The Loss of Birthright Citizenship in New Zealand


  • Caroline Sawyer



The Citizenship Amendment Act 2005 removed the traditional common law rule that a person born in New Zealand was, just for that reason, a New Zealand citizen. It required that the person have a parent who was a New Zealand citizen or permanent resident at that time. The change is often said to have been made to prevent transient immigrants having New Zealand citizen children in order to remain in the country, after the Supreme Court's decision in the Ding and Ye line of cases reputedly confirmed that foreign parents did thus obtain that right. This article discusses the misconceptions surrounding the loss of full birthright citizenship, the background of contemporary citizenship law in the common law world and the potential effects of the recent change on migrant communities and on New Zealand's existing population.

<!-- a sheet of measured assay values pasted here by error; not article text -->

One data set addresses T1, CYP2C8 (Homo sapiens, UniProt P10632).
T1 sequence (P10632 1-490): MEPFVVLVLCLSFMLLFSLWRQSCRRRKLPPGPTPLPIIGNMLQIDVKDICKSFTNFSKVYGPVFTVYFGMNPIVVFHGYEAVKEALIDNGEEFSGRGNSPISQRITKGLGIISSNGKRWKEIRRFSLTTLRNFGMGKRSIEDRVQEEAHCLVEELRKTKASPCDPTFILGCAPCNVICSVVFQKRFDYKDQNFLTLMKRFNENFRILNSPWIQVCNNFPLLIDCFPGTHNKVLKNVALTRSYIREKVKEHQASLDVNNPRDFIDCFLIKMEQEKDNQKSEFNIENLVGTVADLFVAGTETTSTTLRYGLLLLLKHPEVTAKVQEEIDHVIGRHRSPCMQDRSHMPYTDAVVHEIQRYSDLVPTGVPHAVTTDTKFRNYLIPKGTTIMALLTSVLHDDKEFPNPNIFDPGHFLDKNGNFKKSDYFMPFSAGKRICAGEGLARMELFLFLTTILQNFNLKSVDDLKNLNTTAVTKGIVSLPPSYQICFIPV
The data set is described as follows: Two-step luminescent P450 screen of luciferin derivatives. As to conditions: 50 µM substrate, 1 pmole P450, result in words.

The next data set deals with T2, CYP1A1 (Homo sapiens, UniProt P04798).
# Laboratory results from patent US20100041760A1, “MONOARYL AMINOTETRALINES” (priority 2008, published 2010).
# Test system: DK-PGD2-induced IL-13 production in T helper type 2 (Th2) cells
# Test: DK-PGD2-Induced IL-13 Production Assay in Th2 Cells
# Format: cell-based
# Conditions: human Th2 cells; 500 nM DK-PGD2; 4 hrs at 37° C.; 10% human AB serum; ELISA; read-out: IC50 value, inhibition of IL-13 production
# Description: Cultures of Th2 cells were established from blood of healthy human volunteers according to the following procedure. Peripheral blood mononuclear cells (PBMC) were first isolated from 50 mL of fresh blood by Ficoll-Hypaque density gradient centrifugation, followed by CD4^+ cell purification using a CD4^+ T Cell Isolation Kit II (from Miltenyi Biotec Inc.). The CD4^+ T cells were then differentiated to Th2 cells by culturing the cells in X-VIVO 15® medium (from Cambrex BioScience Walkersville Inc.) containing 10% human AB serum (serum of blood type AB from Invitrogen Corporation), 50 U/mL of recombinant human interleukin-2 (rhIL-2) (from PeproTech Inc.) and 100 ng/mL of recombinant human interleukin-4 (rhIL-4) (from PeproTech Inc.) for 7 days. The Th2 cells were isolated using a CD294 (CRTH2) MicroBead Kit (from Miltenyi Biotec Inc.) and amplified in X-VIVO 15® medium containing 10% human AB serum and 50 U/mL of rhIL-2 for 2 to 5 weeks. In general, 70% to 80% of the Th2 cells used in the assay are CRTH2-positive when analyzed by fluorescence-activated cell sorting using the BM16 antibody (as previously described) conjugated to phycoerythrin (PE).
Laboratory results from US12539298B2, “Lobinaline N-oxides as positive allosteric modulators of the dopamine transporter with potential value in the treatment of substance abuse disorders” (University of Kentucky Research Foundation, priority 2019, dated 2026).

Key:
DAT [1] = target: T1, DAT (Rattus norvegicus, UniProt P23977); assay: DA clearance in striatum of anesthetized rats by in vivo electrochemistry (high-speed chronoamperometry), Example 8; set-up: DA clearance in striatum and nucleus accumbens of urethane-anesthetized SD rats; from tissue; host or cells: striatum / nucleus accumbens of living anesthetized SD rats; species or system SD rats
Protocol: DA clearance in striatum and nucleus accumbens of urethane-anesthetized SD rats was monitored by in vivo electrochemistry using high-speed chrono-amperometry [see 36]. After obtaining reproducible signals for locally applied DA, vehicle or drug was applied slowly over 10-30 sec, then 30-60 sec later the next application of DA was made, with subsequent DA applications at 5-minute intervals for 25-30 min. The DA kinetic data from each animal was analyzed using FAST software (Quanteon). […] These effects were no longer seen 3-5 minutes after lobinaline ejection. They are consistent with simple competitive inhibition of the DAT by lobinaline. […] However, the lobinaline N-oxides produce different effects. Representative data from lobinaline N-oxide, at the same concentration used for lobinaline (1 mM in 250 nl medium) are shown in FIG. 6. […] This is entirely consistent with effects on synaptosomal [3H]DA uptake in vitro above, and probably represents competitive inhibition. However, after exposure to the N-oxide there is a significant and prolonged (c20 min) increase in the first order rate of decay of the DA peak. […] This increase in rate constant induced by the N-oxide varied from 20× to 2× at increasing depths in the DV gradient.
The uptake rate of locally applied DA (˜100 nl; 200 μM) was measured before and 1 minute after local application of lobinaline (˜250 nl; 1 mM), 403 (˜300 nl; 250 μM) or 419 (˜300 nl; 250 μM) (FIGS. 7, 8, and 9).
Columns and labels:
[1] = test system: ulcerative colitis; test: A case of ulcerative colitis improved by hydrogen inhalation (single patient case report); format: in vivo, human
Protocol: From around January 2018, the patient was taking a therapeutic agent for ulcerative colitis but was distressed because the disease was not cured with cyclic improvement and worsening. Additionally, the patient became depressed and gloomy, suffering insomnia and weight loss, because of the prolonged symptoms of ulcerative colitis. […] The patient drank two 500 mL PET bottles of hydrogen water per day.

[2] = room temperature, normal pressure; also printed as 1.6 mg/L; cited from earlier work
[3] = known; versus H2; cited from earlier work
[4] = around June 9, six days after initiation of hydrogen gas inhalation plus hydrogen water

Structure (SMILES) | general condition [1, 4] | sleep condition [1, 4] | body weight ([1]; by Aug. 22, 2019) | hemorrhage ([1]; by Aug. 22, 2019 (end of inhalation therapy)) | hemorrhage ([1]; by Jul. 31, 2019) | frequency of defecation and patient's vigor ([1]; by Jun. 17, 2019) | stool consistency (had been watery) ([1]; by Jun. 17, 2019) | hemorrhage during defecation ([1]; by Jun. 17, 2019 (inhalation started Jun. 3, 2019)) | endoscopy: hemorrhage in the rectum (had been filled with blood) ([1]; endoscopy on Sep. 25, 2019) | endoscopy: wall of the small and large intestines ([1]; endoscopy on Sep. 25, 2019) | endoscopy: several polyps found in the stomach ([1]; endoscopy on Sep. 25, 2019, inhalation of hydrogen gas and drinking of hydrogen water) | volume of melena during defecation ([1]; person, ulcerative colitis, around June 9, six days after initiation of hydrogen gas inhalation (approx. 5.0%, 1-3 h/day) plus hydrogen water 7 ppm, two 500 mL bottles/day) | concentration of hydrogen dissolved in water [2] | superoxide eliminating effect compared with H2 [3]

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How to Cite

Sawyer, C. (2013). The Loss of Birthright Citizenship in New Zealand. Victoria University of Wellington Law Review, 44(3/4), 653–674.